Nanog is an essential factor for induction of pluripotency in somatic cells from endangered felids

Verma,Rajneesh, Liu, Jun, Holland, Michael Kenneth, Temple-Smith, Peter, Williamson, Mark and Verma, Paul John (2013) Nanog is an essential factor for induction of pluripotency in somatic cells from endangered felids. BioResearch Open Access, 2 1: 72-76. doi:10.1089/biores.2012.0297

Author Verma,Rajneesh
Liu, Jun
Holland, Michael Kenneth
Temple-Smith, Peter
Williamson, Mark
Verma, Paul John
Title Nanog is an essential factor for induction of pluripotency in somatic cells from endangered felids
Journal name BioResearch Open Access   Check publisher's open access policy
ISSN 2164-7860
Publication date 2013-02
Year available 2013
Sub-type Article (original research)
DOI 10.1089/biores.2012.0297
Open Access Status DOI
Volume 2
Issue 1
Start page 72
End page 76
Total pages 5
Place of publication New Rochelle, NY,United States
Publisher Mary Ann Liebert
Collection year 2014
Language eng
Formatted abstract
Nanog has an important role in pluripotency induction in bovines and snow leopards. To examine whether it was
required for wild felids globally, we examined the induction of pluripotency in felids from Asia (Bengal tiger, Panthera
tigris), Africa (serval, Leptailurus serval), and the Americas (jaguar, Panthera onca). Dermal fibroblasts were
transduced with genes encoding the human transcription factors OCT4, SOX2, KLF4, and cMYC with or without
NANOG. Both four- and five-factor induction resulted in colony formation at day 3 in all three species tested;
however, we were not able to maintain colonies that were generated without NANOG beyond passage (P) 7.
Five-factor induced pluripotent stem cell (iPSC) colonies from wild cats were expanded in vitro on feeder layers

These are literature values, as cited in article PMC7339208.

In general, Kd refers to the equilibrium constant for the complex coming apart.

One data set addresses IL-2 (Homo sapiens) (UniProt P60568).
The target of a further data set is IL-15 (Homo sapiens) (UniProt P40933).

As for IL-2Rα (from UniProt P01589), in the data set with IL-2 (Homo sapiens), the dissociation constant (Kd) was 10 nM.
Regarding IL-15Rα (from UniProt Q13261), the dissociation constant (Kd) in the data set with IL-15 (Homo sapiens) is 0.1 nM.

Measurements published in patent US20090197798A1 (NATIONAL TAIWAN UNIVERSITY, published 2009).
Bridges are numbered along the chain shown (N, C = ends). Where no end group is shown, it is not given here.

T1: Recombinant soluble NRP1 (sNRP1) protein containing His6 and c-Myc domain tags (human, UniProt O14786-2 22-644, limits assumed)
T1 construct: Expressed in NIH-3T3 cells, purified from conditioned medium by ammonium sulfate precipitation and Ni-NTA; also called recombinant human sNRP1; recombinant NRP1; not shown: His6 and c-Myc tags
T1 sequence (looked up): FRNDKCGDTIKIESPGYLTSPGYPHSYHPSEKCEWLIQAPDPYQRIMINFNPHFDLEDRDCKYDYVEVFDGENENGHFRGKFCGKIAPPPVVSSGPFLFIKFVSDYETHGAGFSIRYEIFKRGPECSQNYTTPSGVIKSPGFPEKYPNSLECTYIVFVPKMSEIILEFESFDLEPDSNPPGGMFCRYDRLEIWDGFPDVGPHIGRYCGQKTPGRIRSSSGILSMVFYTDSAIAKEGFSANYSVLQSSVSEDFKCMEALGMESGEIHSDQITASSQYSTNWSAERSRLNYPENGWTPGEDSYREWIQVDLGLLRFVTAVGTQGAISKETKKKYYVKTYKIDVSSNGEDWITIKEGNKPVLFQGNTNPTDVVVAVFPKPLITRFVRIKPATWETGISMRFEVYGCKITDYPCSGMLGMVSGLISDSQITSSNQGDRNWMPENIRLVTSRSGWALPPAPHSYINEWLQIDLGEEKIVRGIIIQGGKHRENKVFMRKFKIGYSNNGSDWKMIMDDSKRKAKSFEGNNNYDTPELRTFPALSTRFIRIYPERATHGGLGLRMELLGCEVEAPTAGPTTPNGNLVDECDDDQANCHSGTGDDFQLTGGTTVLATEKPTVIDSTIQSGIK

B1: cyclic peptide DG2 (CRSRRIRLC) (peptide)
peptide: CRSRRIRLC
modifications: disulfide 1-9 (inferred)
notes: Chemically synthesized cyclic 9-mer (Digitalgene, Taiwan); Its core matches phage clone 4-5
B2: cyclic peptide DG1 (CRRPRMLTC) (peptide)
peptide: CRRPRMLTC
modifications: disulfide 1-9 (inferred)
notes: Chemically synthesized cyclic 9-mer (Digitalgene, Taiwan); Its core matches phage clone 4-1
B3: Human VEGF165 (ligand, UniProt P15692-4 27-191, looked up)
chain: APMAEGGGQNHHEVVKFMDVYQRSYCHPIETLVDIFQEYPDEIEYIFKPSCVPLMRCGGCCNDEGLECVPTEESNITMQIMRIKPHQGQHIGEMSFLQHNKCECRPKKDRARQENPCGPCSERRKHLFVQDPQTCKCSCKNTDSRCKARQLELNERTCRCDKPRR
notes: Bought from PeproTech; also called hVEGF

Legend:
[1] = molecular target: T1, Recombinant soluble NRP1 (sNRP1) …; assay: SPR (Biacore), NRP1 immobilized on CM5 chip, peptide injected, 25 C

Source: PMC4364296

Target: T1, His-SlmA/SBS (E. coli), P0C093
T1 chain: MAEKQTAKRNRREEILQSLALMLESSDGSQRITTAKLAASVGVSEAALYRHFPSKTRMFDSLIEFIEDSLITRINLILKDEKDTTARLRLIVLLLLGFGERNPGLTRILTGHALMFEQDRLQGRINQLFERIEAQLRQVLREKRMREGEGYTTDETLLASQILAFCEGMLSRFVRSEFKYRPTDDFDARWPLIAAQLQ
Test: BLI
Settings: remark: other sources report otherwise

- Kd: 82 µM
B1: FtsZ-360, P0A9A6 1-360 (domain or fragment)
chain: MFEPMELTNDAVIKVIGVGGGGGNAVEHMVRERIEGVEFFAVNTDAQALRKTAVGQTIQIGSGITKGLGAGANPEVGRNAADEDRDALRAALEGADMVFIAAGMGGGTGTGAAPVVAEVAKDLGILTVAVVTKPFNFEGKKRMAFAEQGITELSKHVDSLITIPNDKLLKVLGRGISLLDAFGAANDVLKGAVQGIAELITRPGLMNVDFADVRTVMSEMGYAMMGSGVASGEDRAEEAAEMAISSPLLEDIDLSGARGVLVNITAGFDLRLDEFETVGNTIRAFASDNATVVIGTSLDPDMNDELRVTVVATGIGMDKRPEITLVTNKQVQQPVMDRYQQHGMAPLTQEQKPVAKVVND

and were positive for alkaline phosphatase and protein expression of OCT-4, NANOG, and stage-specific embryonic
antigen-4 at P4 and P14. Reverse-transcription polymerase chain reaction confirmed that all five human
transgenes were transcribed at P4; however, OCT4, SOX2, and NANOG transgenes were silenced by P14. Endogenous
OCT4 and NANOG transcripts were detected at P4 and P14 in all cell lines confirming successful reprogramming.
At P14, the iPSCs from all three species remained euploid and differentiated in vivo and in vitro into
derivatives of the three germ layers. This study describes an effective method for inducing pluripotency in
three endangered wild cats from across the globe and confirms Nanog as an essential factor in the reprogramming
event. Efficient production of iPSC from endangered felids creates a unique opportunity for species preservation
through gamete production, nuclear transfer, embryo complementation, and future novel technologies.
Keyword Conservation
Iinduced pluripotent stem cells
Wild cats
Q-Index Code C1
Q-Index Status Confirmed Code
Institutional Status UQ
Additional Notes Online ahead of print January 22, 2013.

Document type: Journal Article
Sub-type: Article (original research)
Collections: Official 2014 Collection
School of Veterinary Science Publications
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Created: Fri, 12 Apr 2013, 17:04:39 EST by Dr Michael Holland on behalf of School of Veterinary Science